Saving and Printing an E-mail Message

While it is generally a good idea to delete old email messages after you read and respond as needed to them, there will be occasions when you want to save the message. For instance, if you ask someone a technical question and they send you a long detailed response, you may want to keep that message so that if you ever have the same problem again you will have access to the answer.

You can usually save a message in two different ways. In an "email folder" within your email program, allowing you to group related messages together for easy reference, or to your hard disk as a separate text file. If your mail program supports saving messages to folders within the email program you will usually have a Transfer, Mailbox, or Folders menu item. Below is a graphic showing Eudora Light's Transfer option open.

At the top are entries for transferring messages to your In box, where messages you receive appear, the Out box, where copies of messages you send are stored, and the Trash, which is where you can recover accidentally deleted messages as long as you have not chosen the Empty Trash option yet, and have not exited Eudora. Below that is "New," where you can create a new folder, and a list of any folders you have previously created.

To save a message as a text file in Eudora choose the File/Save As option. This will allow you to save the file in any directory (folder for Macintosh users) on your hard drive. It will be saved as ASCII text and can be opened using SimpleText on Macs or the Notepad in Windows, or with any word processor, allowing you to edit it, format it, and then print it or incorporate it into existing documents as need be.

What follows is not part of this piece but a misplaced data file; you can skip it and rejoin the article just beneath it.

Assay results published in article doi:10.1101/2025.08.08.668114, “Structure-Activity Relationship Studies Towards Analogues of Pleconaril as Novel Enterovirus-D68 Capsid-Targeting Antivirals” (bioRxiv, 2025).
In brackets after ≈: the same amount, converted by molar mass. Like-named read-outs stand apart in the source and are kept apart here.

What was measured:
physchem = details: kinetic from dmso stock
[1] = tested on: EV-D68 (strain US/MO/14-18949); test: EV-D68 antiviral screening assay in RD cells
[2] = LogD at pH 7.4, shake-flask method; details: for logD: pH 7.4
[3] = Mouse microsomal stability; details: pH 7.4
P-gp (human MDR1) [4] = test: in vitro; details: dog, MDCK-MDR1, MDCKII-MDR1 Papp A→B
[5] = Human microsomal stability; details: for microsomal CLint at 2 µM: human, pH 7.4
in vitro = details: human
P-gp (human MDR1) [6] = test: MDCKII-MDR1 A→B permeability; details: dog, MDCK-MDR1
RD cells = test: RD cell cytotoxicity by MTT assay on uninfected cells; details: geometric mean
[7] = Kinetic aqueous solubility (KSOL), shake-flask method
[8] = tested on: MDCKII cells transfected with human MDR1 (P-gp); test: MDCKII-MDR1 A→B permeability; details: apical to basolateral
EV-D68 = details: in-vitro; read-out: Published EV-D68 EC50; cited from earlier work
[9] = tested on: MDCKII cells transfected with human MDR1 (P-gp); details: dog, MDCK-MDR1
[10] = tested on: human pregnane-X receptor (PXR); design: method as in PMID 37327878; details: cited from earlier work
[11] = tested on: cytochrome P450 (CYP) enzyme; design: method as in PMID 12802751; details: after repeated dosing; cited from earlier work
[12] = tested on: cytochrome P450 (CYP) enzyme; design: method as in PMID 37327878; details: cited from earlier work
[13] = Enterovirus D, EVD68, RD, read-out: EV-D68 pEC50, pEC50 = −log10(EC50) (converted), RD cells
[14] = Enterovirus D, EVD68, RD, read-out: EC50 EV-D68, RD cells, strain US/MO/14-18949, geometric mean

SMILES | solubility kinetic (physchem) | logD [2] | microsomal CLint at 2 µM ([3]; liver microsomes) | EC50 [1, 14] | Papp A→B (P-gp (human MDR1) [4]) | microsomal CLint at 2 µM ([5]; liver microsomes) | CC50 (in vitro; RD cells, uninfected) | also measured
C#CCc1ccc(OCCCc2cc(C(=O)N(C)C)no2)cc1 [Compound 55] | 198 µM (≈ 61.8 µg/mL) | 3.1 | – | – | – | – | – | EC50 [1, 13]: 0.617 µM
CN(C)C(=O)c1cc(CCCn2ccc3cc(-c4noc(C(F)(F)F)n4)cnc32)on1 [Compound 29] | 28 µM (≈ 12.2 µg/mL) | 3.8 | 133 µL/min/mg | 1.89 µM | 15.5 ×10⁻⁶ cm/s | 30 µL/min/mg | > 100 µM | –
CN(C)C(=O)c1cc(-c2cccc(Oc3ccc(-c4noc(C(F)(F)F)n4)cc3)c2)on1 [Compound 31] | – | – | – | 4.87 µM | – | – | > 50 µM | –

Printing A Message
You have several options for printing your email depending on how you are accessing your mail and the software you are using.

Option I - Print It
Use of mailreader's print command. When you are viewing the message you wish to print, click on the print button.

Option II - Print Selection
If you follow option I above and don't get output to your printer, highlight the text that was dumped to the screen and then look for a "print selection" option in your software. If you have this option, use this option to print the selection directly to your printer.

Option III - Capture the Text
Most communications packages have a feature called "capture text" or just "capture". When you turn this on, any text that passes across your screen will be captured in a text file. You can edit, read, and print this file when you are "off-line". If you find a message that you want to print out, complete the following steps: a. Go back to the screen which lists your mail messages (the folder index); b. turn the capture function on your software; c. view the message you wish to capture. As you do this, the software will copy the text you are viewing into another document. Normally you are asked where you want this capture to be saved when you turn the capture function on. d. Turn the capture function off and resume doing your e-mail; e. when you are finished with your on-line session, you may look, edit, and print the captured file. Note: If you are using telnet on a machine that is directly connected to the Internet you can do this process as well. Use the "Capture Session To File" choice in the Session menu of telnet to turn the capture feature on and off.

Essential E-mail Skills
Below is a list of essential email skills. You should review them and make sure that you feel comfortable doing each of them from within your email program.

1. Type and Enter/Send a message
2. Receive and read a message
3. Reply to a message
4. Delete and undelete a message
5. Forward a received message to another person
6. Save and/or print a message as a file
7. Send a message prewritten in your word processor